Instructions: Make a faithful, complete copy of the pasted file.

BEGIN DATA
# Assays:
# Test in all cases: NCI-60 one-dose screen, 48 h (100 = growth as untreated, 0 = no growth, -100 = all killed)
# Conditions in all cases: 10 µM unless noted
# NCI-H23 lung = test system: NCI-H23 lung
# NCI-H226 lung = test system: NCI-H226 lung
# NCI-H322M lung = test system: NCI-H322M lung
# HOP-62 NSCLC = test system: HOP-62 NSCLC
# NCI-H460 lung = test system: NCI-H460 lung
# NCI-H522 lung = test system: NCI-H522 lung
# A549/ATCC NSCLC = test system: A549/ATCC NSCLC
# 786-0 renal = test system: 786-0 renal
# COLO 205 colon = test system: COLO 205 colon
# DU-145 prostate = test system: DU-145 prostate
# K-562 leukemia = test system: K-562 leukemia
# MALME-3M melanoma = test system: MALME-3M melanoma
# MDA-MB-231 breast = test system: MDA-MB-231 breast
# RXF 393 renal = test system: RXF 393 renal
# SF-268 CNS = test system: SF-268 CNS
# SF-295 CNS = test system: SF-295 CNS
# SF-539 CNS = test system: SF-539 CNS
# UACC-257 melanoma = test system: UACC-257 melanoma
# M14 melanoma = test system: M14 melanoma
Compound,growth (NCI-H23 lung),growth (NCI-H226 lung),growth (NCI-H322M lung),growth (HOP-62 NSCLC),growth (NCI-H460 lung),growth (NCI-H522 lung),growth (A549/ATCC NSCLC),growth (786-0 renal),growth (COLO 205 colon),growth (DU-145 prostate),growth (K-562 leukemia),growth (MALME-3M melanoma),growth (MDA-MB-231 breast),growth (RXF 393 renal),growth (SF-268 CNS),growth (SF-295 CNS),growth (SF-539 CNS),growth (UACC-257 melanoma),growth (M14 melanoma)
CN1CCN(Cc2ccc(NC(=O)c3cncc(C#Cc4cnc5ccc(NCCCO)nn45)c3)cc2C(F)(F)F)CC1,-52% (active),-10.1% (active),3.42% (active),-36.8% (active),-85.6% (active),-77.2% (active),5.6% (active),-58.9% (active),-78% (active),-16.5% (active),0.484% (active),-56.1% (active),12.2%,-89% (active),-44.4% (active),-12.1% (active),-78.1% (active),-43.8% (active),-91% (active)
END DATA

# Assays:
# Test in all cases: NCI-60 one-dose screen, 48 h (100 = growth as untreated, 0 = no growth, -100 = all killed)
# Conditions in all cases: 10 µM unless noted
# NCI-H23 lung = test system: NCI-H23 lung
# NCI-H226 lung = test system: NCI-H226 lung
# NCI-H322M lung = test system: NCI-H322M lung
# HOP-62 NSCLC = test system: HOP-62 NSCLC
# NCI-H460 lung = test system: NCI-H460 lung
# NCI-H522 lung = test system: NCI-H522 lung
# A549/ATCC NSCLC = test system: A549/ATCC NSCLC
# 786-0 renal = test system: 786-0 renal
# COLO 205 colon = test system: COLO 205 colon
# DU-145 prostate = test system: DU-145 prostate
# K-562 leukemia = test system: K-562 leukemia
# MALME-3M melanoma = test system: MALME-3M melanoma
# MDA-MB-231 breast = test system: MDA-MB-231 breast
# RXF 393 renal = test system: RXF 393 renal
# SF-268 CNS = test system: SF-268 CNS
# SF-295 CNS = test system: SF-295 CNS
# SF-539 CNS = test system: SF-539 CNS
# UACC-257 melanoma = test system: UACC-257 melanoma
# M14 melanoma = test system: M14 melanoma
Compound,growth (NCI-H23 lung),growth (NCI-H226 lung),growth (NCI-H322M lung),growth (HOP-62 NSCLC),growth (NCI-H460 lung),growth (NCI-H522 lung),growth (A549/ATCC NSCLC),growth (786-0 renal),growth (COLO 205 colon),growth (DU-145 prostate),growth (K-562 leukemia),growth (MALME-3M melanoma),growth (MDA-MB-231 breast),growth (RXF 393 renal),growth (SF-268 CNS),growth (SF-295 CNS),growth (SF-539 CNS),growth (UACC-257 melanoma),growth (M14 melanoma)
CN1CCN(Cc2ccc(NC(=O)c3cncc(C#Cc4cnc5ccc(NCCCO)nn45)c3)cc2C(F)(F)F)CC1,-52% (active),-10.1% (active),3.42% (active),-36.8% (active),-85.6% (active),-77.2% (active),5.6% (active),-58.9% (active),-78% (active),-16.5% (active),0.484% (active),-56.1% (active),12.2%,-89% (active),-44.4% (active),-12.1% (active),-78.1% (active),-43.8% (active),-91% (active)